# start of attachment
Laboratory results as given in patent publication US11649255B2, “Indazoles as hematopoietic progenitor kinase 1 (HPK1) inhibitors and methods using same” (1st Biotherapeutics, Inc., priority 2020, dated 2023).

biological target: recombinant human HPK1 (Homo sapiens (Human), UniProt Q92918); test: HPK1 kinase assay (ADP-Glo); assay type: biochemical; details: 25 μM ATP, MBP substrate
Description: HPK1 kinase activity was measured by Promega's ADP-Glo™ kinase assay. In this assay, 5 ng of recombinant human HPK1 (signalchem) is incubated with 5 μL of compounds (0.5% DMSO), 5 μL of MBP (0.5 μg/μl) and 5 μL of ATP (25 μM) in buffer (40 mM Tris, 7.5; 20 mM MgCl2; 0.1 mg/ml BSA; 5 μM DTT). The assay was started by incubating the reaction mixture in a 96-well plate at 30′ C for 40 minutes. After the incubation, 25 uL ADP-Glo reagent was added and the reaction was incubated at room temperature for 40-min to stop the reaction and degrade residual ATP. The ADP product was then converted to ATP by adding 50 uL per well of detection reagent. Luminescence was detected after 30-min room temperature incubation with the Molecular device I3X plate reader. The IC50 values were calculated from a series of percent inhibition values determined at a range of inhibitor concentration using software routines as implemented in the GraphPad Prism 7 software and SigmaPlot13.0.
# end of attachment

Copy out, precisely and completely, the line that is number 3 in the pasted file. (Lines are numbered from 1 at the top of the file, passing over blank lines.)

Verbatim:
Description: HPK1 kinase activity was measured by Promega's ADP-Glo™ kinase assay. In this assay, 5 ng of recombinant human HPK1 (signalchem) is incubated with 5 μL of compounds (0.5% DMSO), 5 μL of MBP (0.5 μg/μl) and 5 μL of ATP (25 μM) in buffer (40 mM Tris, 7.5; 20 mM MgCl2; 0.1 mg/ml BSA; 5 μM DTT). The assay was started by incubating the reaction mixture in a 96-well plate at 30′ C for 40 minutes. After the incubation, 25 uL ADP-Glo reagent was added and the reaction was incubated at room temperature for 40-min to stop the reaction and degrade residual ATP. The ADP product was then converted to ATP by adding 50 uL per well of detection reagent. Luminescence was detected after 30-min room temperature incubation with the Molecular device I3X plate reader. The IC50 values were calculated from a series of percent inhibition values determined at a range of inhibitor concentration using software routines as implemented in the GraphPad Prism 7 software and SigmaPlot13.0.